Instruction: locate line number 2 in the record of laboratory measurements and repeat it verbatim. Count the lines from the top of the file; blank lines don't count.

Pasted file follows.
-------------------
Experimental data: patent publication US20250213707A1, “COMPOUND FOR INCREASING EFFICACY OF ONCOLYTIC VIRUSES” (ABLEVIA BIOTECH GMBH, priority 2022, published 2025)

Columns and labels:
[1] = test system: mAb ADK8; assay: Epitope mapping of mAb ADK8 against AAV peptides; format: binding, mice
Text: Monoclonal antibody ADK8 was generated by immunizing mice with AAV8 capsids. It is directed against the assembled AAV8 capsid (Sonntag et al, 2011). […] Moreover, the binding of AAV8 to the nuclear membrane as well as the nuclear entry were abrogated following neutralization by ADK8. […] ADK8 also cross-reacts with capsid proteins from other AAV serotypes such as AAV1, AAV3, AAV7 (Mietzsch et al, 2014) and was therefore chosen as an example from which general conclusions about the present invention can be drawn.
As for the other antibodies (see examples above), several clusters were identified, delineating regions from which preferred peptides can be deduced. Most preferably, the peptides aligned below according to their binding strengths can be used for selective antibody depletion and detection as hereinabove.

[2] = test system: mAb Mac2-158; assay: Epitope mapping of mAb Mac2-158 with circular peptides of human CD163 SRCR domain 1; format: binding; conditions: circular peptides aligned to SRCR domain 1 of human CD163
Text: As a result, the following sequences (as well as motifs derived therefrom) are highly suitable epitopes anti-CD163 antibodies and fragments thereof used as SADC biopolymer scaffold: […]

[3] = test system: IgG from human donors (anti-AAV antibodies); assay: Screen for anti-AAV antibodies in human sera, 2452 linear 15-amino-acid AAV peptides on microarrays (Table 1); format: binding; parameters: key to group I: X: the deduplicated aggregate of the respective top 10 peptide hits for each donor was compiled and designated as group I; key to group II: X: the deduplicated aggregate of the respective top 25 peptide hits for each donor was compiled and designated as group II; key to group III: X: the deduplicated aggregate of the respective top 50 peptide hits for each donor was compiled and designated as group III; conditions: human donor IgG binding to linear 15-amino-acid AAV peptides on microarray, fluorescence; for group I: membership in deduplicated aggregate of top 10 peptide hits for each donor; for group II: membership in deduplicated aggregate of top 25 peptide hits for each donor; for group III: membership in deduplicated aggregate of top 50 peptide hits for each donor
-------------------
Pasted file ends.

Columns and labels: